Normally I berth in the harbour of Lerwick, but because my father suddenly died, I had to fly home and return after. I found Shetlands' people knowing that already. They advised me to berth on a local mooring in the Bressay Sound. There's no all weather safe anchorage or mooring in the Shetlands. If the wind starts blowing, a heavy swell will be there soon. That I experienced too. In summertime, mostly there won't be a problem, but you shouldn't keep your yacht there unwatched. On the Faroes you will find some safe 'winter harbours'.
|These pictures are made around 1900. It is amazing how many Dutch fishermen were awaiting the beginning of the 'herring season' there.
That started at the 24th of June. The Scheveningen 'bomschuiten' were very wide and slow ships with a flat bottom. Because Scheveningen had no harbour, the ships were sailed onto the beach.
A few strong gales destroyed many of these ships. On the picture of the wintery gale, you very well can see that it can be very bad. The swell runs freely into the harbour. You can't lay then alongside the quay.
The ships anchored therefore in Bressay Sound and wished the best of it.
A lodberri is a kind of storehouse built on and partly in the water, at the backside you see heavy doors. The buildings are very solid and strong. The ships moored alongside and the goods could be taken over. Not much has changed since as you can see on the coloured picture of the lodberri below. You see the same building as you see on the black-and-white one, made a century ago. Only the chimney disappeared. I saw that the back wall is about one meter thick! The owner of the blue schooner on the background lives in this Lodberri. He is a very well known personality on these islands!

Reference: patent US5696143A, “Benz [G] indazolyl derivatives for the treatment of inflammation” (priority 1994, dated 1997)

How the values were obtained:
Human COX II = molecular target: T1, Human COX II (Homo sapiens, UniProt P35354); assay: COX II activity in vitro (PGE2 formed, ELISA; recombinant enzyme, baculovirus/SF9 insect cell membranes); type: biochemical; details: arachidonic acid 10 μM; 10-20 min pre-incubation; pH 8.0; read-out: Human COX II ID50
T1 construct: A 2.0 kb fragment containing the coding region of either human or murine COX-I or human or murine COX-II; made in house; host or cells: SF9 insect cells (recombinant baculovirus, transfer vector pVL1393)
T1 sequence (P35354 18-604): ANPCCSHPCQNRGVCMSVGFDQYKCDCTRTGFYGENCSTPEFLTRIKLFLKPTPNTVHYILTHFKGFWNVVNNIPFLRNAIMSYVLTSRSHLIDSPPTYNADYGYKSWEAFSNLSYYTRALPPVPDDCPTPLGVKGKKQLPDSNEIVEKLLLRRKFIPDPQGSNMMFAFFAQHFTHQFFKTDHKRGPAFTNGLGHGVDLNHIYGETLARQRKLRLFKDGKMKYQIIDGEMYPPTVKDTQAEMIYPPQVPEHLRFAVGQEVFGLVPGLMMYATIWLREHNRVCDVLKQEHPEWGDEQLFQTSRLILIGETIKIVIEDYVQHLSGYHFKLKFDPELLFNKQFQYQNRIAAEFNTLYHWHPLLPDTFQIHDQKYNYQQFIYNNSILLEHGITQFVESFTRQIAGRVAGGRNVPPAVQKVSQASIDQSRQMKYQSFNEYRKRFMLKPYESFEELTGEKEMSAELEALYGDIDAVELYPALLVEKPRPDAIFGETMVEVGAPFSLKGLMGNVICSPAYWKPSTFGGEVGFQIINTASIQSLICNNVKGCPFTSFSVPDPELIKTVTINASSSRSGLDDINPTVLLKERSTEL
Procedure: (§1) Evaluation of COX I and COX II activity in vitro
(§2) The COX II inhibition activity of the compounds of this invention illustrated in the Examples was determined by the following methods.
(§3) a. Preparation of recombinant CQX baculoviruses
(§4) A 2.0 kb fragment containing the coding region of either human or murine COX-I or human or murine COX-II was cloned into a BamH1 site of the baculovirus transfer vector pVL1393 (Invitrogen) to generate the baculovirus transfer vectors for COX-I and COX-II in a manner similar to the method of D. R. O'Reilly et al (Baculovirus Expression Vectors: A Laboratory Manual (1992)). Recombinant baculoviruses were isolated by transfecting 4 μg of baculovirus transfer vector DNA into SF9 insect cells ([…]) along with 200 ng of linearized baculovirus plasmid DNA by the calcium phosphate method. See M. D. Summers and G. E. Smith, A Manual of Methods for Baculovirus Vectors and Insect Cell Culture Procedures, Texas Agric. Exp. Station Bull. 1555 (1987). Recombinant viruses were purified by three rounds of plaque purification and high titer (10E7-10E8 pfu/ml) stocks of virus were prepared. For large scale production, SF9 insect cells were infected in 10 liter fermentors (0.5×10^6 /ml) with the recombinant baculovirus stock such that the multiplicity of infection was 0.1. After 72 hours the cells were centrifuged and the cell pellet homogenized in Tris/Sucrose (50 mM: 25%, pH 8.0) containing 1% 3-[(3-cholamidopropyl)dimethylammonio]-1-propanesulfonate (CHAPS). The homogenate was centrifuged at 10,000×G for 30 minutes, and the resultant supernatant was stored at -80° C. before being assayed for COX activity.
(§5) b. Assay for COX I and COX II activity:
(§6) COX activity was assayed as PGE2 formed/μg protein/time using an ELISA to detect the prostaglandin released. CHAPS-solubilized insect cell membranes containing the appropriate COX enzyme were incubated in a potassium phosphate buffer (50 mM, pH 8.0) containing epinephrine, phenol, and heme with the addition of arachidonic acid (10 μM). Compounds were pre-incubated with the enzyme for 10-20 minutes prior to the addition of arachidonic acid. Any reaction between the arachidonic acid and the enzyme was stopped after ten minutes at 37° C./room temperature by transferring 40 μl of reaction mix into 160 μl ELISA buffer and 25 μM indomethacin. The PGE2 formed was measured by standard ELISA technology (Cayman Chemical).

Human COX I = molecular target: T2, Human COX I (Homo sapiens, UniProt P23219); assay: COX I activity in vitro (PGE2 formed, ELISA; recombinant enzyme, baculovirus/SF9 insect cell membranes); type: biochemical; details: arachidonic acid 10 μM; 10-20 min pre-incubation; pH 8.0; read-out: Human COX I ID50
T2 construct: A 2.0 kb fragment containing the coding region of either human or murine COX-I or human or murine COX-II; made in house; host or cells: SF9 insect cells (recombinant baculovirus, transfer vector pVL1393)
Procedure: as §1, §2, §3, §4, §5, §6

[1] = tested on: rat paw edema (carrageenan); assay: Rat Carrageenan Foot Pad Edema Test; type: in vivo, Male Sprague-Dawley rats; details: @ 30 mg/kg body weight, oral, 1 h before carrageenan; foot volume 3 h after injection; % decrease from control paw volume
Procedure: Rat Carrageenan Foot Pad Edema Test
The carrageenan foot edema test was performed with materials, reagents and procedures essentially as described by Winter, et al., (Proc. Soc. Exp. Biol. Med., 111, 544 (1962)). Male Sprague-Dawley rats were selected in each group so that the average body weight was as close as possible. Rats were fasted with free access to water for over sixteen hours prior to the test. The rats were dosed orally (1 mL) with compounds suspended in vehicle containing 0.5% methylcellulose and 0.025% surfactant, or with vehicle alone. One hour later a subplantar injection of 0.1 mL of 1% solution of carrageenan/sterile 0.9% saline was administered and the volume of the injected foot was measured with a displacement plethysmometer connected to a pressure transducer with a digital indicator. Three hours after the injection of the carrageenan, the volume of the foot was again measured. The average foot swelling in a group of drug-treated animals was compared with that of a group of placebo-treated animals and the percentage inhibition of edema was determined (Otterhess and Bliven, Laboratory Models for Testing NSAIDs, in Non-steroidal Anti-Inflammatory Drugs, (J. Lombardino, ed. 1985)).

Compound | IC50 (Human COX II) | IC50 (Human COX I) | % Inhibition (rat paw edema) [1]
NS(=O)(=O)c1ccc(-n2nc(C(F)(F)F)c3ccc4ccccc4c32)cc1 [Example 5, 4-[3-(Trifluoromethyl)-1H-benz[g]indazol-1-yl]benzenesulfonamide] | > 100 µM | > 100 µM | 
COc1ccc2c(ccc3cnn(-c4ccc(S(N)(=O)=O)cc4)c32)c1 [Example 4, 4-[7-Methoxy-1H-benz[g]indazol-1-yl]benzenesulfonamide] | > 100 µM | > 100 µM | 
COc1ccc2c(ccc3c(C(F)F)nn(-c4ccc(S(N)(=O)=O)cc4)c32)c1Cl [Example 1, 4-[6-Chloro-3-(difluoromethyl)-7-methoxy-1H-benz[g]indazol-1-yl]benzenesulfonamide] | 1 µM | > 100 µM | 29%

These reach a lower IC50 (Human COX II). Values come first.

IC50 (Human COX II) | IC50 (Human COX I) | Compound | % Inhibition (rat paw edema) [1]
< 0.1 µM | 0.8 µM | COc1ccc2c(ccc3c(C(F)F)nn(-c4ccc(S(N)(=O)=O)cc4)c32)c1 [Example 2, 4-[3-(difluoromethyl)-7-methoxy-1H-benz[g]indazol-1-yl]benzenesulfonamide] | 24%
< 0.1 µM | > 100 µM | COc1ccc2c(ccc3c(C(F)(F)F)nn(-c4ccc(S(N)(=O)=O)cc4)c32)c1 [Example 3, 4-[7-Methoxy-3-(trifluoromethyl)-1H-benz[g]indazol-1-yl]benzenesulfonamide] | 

Above: Vlaardingen luggers and Scheveningen
'bomschuiten' awaiting the start of the
herring season in Bressay Sound.
Left: A strong wintery gale sweeps Lerwick.
Middle left: The Vlaardingen lugger 'De Goede
Verwachting', driven from her anchors, comes
close to strike the lodberri.
Above: Scheveningen bom: 'Vrouw Kniertje'.
Below left: Lodberri as it is now; not much
|I was there four times and beautiful weather. Of course, sometimes I met a rainy day. Oh well, Lerwick has a nice bookshop and museum in which you can see all kinds of things, found in two Dutch V.O.C. ships; the 'Kennemerland' and 'De Liefde'. Both were shipwrecked at the Outer Skerries. In that time they sailed around Scotland, because Dover Street was impossible to pass through windward and to escape from the Dunkirk pirates, but this was risky too...|
|The young people leave the islands; their parents houses stand alone after they died
and cannot be sold. So these houses grow into ruins...
With northerly winds the sky is that clear, that when standing on Bressay's summit, the lonesome isle of Foula, sitting on the horizon, is very clear to see... Distance is more than 80 kilometers!
Sign my Guestbook] - [Read my Guestbook
[Guestbook by TheGuestBook.com]